Practice Spotlight: Medication Safety Pharmacist
Patient safety is of paramount importance in health care. Adverse drug-related events constitute a significant proportion of the adverse events experienced by patients who have been admitted to hospital. This health care issue has been the focus of advocacy efforts by organizations such as the Canadian Patient Safety Institute, the Institute for Safe Medication Practices (ISMP), the Institute for Safe Medication Practices Canada (ISMP Canada), and the Canadian Society of Hospital Pharmacists (CSHP). In many of the guidelines and standards set by these organizations, pharmacists play an integral leadership role. Under the guidance of former director of pharmacy Brian Tuttle, the pharmacy management team of Halifax’s Capital District Health Authority (CDHA) identified the need for a dedicated pharmacist position to promote and advance safe medication practices in the CDHA’s facilities (ranging from small community-based facilities to a large quaternary care teaching hospital with more than 500 beds). In April 2007, the full-time position of medication safety pharmacist was created.
The current medication safety pharmacist at the CDHA, Jennifer Turple, has a broad understanding of the medication-use process, stemming from her prior work experience as a pharmacy technician and as both a dispensary-based and a clinical pharmacist. This experience serves her well in her day-to-day tasks, since safety-related deficiencies in medication practices may be identified at any point in the continuum of the medication-use process, including prescribing, dispensing, and drug administration. Some of the activities that have been undertaken to promote safe medication practices are described below.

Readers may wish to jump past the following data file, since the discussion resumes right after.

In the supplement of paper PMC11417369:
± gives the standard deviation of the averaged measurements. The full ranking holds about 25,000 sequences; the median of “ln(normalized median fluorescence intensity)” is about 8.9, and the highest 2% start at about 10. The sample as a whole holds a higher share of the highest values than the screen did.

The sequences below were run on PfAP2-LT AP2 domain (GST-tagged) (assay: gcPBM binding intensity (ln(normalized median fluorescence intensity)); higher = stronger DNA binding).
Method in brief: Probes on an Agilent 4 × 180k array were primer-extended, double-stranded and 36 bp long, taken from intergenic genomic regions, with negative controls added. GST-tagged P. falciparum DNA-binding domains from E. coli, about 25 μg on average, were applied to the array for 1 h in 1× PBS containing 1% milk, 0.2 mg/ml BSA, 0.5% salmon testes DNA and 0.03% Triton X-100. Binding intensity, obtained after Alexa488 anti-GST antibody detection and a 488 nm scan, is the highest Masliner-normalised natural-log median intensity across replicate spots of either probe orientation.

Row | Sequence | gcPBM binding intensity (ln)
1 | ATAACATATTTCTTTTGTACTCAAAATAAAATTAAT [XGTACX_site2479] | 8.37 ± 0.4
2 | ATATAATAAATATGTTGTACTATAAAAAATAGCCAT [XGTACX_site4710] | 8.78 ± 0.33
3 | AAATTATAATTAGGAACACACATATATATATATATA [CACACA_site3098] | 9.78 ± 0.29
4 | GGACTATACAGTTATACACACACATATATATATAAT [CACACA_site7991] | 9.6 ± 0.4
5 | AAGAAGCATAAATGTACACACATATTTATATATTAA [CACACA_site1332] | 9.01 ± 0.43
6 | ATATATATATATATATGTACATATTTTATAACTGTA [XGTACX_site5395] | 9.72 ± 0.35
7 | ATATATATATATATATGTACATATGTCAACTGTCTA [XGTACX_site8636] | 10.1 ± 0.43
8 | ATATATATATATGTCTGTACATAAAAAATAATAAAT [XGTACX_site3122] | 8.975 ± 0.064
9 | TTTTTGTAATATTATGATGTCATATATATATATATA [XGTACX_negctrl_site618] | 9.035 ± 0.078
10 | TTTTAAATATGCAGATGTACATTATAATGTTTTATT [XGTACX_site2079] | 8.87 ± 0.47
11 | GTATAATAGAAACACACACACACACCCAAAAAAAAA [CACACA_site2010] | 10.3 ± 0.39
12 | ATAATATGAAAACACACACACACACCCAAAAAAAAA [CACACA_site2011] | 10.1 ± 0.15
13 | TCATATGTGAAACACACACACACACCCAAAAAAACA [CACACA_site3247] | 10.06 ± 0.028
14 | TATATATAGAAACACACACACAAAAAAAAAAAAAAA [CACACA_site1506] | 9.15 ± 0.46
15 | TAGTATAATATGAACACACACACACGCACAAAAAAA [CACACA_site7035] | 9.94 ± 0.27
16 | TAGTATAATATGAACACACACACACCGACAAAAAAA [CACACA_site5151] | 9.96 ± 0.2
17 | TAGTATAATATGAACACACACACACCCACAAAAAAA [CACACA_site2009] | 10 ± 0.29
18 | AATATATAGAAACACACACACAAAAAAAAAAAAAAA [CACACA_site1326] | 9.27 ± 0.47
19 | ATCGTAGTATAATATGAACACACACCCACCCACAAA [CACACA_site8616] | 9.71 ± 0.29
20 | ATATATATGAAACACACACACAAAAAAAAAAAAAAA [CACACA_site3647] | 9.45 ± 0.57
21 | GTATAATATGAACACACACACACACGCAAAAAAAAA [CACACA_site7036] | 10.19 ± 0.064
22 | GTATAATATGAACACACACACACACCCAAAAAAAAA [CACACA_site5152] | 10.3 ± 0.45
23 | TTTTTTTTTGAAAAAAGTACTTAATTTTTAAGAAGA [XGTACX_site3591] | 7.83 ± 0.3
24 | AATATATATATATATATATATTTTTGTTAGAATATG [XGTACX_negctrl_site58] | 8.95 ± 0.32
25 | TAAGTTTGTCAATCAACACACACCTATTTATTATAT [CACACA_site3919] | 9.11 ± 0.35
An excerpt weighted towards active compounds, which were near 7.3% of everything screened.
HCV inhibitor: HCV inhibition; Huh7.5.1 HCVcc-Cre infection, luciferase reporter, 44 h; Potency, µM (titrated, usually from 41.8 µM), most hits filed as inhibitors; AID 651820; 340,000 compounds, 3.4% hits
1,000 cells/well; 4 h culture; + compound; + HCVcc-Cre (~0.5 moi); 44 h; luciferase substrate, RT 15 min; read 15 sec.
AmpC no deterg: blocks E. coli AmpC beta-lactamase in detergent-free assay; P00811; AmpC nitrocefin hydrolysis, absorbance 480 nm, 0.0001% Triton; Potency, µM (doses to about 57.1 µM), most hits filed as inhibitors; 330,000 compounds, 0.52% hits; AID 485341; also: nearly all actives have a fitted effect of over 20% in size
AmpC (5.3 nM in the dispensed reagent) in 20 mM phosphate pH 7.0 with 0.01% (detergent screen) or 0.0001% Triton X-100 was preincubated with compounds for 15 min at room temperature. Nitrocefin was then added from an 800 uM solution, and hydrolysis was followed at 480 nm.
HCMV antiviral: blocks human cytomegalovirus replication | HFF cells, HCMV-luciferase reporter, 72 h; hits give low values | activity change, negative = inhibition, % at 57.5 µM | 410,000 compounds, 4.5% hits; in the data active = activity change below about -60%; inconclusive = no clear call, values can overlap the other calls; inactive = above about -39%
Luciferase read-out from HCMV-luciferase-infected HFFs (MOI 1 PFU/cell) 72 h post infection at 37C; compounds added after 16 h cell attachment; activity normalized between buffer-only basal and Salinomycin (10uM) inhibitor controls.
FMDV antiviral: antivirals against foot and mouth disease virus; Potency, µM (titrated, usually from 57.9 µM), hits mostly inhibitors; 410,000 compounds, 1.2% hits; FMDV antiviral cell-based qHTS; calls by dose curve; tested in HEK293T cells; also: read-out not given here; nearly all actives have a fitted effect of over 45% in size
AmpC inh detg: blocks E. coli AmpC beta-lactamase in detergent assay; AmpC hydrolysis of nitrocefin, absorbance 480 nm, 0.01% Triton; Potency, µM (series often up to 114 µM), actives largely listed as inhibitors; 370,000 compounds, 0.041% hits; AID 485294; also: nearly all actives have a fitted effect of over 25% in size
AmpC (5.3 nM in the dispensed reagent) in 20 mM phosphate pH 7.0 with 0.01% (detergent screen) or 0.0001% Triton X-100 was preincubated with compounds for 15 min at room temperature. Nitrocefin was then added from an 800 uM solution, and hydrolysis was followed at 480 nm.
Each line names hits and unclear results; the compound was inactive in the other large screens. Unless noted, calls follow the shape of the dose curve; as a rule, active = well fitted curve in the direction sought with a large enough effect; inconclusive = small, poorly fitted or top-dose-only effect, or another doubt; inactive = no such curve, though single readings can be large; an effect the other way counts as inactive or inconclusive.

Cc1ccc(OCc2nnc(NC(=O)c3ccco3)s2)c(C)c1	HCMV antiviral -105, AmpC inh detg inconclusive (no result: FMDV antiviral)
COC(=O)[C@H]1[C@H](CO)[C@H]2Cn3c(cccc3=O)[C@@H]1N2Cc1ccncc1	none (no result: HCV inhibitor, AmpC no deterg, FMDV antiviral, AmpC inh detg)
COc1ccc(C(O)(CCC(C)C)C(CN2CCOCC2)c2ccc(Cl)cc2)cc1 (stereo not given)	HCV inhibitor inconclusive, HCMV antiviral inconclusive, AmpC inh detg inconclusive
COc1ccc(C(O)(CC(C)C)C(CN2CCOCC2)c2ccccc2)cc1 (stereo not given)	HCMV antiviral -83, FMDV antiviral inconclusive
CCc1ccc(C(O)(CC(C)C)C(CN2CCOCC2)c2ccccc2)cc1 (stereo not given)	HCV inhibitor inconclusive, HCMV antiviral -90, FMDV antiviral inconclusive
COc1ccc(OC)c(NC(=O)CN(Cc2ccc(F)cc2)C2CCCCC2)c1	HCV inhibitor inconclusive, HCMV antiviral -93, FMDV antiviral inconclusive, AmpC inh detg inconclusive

As the dedicated medication safety pharmacist, Ms Turple has been heavily involved in the development of a policy for the implementation of medication reconciliation. This has included development of a best possible medication history and admission and discharge forms, a self-learning module for nursing staff, and various other educational tools. As a member of the multidisciplinary Medication Reconciliation Steering Committee, a major component of her role has been to educate the site- and service-specific implementation teams about the medication reconciliation process, through a train-the-trainer model.